: Were there other non-standard cores you had in mind? If so, what was the deciding factor in choosing the one you did?
: Lunala and Primal Kyogre has been the only core on my mind. I really enjoy using both of these restricted. The fact that this wasn’t a well-developed core made me even more determined to invest time into strengthening the team.
: Do you believe this archetype to be the strongest in the format? If not, which one is better and why?
: I’d love to say that Lunala and Primal Kyorgre is the strongest core. However, it certainly needs specific support Pokémon to make the archetype function properly, and winning matches is difficult without prior experience with the team. I’m going to have to say that Primal Kyogre and Mega Rayquaza is by far the strongest archetype. This is based off of results from recent major tournaments.
: One of the Pokémon on your team was adored by those watching you play, with some even comparing it to Sejun Park’s Pachirisu from the 2014 World Championships. What lead you to use Mega Medicham, and how do you feel it performed during the event?
: I originally had Medicham in the team with Role Play to maintain Primal Kyogre’s weather. Mega Medicham performed amazingly, except for in the finals. I love using Lunala, and the offensive pressure between Medicham and Lunala was phenomenal throughout the competition. Fake Out support was amazing for gaining speed control, for instance. My favourite damage calculation was -2 Attack High Jump Kick being able to OHKO Incineroar. Mega Medicham was able to OHKO Yveltal and Primal Kyogre with minimal bulk, too.
: Are there other Pokémon you currently believe are overlooked and should be considered in your eyes? If so, which ones and why?
: Mega Mawile is quite overlooked. It gets Intimidate before Mega Evolving, and having the Ability Huge Power when Mega Evolved means it can threaten massive amounts of damage. It is an excellent option for damaging Mega Rayquaza, Yvetal, and Xerneas. Mega Mawile can also be a very good option for a Trick Room-oriented team.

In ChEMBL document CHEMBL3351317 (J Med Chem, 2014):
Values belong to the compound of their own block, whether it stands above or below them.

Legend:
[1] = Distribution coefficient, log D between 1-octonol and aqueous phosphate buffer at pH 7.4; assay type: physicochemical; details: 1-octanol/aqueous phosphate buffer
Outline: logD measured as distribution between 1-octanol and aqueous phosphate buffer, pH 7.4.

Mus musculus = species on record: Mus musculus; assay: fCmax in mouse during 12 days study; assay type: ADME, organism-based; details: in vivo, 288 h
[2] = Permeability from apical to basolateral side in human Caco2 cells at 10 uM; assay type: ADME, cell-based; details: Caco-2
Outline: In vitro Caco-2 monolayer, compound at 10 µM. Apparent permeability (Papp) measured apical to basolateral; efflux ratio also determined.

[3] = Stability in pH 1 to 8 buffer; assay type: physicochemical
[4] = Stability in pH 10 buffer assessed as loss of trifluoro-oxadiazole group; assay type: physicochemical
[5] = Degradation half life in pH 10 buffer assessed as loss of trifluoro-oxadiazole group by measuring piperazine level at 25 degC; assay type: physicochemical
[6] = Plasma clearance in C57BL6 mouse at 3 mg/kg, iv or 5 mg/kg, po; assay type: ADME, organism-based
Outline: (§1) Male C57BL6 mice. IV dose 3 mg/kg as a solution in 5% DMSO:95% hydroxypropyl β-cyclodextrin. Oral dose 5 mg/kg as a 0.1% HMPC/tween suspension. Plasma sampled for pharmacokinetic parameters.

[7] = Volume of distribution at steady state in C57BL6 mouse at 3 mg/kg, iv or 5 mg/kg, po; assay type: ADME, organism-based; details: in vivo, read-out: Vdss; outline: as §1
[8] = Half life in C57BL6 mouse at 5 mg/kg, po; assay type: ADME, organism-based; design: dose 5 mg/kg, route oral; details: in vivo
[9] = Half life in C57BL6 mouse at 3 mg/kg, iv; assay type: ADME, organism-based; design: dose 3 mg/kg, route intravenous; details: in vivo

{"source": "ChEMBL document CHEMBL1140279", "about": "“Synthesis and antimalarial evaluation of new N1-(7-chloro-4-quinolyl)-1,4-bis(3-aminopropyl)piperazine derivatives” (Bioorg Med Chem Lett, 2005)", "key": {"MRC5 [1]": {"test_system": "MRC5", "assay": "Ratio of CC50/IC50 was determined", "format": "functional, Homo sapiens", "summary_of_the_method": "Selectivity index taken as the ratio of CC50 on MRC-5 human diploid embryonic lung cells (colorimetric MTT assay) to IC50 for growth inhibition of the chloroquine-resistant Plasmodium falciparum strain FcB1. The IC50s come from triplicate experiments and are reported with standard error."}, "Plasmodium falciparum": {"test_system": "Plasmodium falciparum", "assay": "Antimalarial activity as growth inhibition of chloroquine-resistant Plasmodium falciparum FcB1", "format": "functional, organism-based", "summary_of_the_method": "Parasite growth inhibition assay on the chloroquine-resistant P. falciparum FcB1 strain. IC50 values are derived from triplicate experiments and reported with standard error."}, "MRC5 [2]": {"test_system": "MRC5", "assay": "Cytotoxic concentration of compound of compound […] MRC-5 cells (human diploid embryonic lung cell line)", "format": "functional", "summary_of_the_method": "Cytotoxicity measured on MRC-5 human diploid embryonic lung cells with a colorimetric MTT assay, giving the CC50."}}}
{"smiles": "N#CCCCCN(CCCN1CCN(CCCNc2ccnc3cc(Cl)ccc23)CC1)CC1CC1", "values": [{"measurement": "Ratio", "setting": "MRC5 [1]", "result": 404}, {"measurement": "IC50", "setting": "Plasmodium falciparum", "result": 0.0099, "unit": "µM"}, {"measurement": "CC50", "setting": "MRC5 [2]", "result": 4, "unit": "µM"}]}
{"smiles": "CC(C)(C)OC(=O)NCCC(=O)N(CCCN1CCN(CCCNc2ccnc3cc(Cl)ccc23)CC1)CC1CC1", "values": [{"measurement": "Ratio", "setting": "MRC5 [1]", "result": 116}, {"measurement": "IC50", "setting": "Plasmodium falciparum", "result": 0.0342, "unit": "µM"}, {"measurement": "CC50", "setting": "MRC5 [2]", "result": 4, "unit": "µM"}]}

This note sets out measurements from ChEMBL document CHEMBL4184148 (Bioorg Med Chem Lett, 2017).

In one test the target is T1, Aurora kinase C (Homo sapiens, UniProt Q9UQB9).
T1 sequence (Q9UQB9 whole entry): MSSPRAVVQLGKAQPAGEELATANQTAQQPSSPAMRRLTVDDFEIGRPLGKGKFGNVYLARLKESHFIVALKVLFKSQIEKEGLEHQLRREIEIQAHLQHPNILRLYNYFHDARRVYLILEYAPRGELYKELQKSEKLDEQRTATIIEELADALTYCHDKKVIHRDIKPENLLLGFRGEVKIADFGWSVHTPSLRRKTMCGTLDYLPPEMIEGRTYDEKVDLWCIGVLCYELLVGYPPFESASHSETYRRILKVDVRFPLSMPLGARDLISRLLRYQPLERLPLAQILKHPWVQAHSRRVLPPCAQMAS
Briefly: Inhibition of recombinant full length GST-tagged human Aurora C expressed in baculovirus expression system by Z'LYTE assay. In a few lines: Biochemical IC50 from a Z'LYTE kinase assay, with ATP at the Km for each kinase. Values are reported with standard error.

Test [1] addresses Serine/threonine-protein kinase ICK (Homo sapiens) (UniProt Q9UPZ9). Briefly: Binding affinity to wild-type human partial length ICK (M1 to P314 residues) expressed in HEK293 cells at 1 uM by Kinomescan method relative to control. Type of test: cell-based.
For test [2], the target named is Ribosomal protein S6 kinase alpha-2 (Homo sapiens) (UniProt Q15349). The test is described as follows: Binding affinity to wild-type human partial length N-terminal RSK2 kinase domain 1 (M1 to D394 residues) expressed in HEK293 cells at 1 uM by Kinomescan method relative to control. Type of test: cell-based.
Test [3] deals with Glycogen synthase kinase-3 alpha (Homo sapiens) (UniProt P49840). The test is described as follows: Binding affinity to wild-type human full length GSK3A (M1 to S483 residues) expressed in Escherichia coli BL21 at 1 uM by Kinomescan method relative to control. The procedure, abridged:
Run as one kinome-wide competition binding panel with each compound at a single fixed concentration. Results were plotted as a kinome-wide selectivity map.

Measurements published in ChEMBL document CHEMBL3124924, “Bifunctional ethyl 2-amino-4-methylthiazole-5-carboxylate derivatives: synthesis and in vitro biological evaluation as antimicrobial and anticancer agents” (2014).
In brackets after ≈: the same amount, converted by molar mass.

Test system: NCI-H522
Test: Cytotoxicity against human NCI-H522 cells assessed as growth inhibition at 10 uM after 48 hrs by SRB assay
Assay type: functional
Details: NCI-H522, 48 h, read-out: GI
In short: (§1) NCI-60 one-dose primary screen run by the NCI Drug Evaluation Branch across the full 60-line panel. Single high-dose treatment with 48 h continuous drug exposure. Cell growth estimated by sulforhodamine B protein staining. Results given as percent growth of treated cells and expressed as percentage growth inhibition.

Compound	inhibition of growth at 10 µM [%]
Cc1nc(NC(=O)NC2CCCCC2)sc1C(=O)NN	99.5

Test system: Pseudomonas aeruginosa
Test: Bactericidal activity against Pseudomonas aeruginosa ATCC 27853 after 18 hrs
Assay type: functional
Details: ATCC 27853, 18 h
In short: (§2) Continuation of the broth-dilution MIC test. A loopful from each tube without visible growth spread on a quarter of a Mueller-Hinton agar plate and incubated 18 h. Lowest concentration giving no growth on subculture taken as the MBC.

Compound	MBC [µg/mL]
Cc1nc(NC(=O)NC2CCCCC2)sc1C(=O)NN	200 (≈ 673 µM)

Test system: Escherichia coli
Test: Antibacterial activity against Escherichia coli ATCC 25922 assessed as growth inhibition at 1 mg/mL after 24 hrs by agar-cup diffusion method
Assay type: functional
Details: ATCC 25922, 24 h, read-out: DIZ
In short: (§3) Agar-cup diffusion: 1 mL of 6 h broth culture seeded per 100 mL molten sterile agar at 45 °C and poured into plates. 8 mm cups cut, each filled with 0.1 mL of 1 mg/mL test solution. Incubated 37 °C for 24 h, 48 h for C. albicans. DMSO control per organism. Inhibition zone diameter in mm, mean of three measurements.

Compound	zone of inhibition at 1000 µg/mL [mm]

Competitive Skills Questions
: How do you build your teams, and do you have any advice for those struggling to make consistent teams in the current format?
: I build my teams based on achieving speed control, offensive pressure, and options to shut down my opponent’s set-up. My number one advice is to persist. If you want to be serious about competing, you’ve got invest in to building a strong team. Try to think outside the box, and always record how you win and lose. Most importantly, don’t focus on the result. Focus on the journey to achieve the result. It’s a kids’ video game, so have fun.
: According to you, what is the best way to improve your in-game play?
: I have many areas where I can improve my gameplay. If I want to be the best, I need to learn to not play as riskily as I have done until now. I also definitely need to learn how to optimise some aspects of defensive play, too.
: If you could give a new player one piece of advice, what would it be?
: Don’t just focus on winning games, focus on understanding gameplay. Find your local VGC scene, or join the VGC chat on Pokémon Showdown. Having a network to teambuild and practice games with will not only improve you as a player, but you will also make new friends and bond over a mutual interest.
: Thank you for your time and insight! Is there anything else you would like to share with us?
: It has been my pleasure to share my insight. I know there are some players are out there that struggle to find a VGC community. The Brisbane Buzzwoles welcome every person at any skill level. We aim to grow the community and ensure that everyone has fun playing such a fantastic game!